This wasn’t the first article on fossils published in Robert Merry’s Museum to be titled “Wonders of Geology”; an earlier piece with that title introduced American children to the iguanodon. The illustration at the top of the article had appeared in 1845 in Wonders of Geology, by Samuel Goodrich; it’s probably a reworking of an illustration appearing originally in a work by Georges Cuvier.
“Wonders of Geology” (reprinted from work by William Buckland; from Robert Merry’s Museum, December 1848; p. 183)
outlines of four creatures

More than nine thousand different animals have been changed into stone. The races or genera of more than half of these are now extinct, not being at present known in a living state upon the earth. From the remains of some of these ancient animals, it is evident that they must have been larger than any living animals now known upon the earth.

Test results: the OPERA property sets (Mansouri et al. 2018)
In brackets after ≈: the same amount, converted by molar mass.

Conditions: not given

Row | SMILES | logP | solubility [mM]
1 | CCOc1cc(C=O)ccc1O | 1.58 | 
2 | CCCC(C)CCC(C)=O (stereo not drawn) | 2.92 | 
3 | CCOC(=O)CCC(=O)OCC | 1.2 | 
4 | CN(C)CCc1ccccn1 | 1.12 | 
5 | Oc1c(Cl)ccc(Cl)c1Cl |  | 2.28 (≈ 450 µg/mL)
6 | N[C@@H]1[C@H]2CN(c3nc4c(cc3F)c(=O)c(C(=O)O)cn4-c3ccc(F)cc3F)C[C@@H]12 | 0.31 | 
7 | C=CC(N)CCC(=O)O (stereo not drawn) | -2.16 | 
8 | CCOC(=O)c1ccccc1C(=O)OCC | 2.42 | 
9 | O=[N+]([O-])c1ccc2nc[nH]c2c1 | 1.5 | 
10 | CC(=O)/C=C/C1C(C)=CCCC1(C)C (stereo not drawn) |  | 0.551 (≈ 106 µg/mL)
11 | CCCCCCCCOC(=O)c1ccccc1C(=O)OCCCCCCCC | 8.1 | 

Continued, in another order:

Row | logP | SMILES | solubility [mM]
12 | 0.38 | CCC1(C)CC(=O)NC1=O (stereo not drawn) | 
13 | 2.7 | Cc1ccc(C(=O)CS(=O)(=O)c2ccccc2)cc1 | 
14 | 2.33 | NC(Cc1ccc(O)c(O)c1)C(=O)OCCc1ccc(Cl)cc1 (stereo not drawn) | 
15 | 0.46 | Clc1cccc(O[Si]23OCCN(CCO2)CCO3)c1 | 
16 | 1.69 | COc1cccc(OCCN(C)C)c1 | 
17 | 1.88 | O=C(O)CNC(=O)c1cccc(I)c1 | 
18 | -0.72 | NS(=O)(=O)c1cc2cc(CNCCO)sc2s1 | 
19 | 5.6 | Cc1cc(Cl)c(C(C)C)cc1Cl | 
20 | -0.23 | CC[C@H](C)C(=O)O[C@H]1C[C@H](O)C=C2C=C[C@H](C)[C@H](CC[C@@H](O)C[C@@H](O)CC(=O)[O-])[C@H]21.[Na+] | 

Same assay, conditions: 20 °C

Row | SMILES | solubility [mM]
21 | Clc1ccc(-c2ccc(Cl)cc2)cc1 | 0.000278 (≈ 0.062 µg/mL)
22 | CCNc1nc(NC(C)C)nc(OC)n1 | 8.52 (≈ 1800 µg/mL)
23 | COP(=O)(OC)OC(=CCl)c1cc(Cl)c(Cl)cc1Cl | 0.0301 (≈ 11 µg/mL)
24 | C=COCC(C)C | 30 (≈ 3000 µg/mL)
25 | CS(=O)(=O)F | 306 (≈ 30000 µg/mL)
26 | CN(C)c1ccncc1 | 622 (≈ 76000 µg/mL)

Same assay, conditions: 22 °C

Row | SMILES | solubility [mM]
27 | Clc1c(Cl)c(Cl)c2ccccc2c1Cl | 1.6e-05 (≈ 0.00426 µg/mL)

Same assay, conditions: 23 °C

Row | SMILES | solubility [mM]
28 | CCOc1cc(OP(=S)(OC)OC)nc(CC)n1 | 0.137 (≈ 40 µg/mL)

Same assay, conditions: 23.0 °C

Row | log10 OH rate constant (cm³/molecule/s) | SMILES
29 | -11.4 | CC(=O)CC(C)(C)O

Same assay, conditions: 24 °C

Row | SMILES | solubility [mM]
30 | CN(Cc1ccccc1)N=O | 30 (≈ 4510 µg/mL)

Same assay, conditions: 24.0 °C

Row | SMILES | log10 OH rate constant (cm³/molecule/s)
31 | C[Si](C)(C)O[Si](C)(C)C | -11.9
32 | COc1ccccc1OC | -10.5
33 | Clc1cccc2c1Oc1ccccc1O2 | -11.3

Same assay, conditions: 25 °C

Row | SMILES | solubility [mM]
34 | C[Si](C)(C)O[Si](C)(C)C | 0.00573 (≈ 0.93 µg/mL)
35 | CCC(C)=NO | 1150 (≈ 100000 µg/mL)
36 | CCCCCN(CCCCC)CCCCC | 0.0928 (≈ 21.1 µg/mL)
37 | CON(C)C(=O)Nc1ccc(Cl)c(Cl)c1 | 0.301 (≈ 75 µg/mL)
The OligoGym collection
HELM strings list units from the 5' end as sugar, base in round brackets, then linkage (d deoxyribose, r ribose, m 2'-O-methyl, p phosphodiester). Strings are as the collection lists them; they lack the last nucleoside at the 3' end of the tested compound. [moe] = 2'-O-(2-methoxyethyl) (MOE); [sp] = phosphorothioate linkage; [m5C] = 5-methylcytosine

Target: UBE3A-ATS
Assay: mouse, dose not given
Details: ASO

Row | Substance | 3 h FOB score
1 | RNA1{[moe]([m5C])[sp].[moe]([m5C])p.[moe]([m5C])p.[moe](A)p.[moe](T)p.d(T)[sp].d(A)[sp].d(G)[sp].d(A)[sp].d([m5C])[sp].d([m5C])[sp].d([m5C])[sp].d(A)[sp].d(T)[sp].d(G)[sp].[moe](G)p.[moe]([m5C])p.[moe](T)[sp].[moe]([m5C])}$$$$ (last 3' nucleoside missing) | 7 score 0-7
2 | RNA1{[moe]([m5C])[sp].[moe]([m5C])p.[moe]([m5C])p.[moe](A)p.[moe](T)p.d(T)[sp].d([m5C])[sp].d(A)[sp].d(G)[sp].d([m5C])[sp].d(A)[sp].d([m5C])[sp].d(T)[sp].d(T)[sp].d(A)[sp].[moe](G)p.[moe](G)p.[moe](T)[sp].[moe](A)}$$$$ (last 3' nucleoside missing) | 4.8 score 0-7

The Megatherium, (great beast,) from a skeleton, nearly perfect, now in the museum at Madrid, seems to have been colossal. With a head and neck like those of the sloth, its legs and feet exhibit the character of the armadillo and the ant-eater; its fore feet were a yard in length, and more than twelve inches wide, terminated by gigantic claws; its thigh-bone was nearly three times as thick as that of the elephant, and its tail (nearest the body) six feet in circumference. Its tusks were admirably adapted for cutting vegetable substances, and its general structure and strength were intended to fit it for digging in the ground for roots, on which it principally fed.

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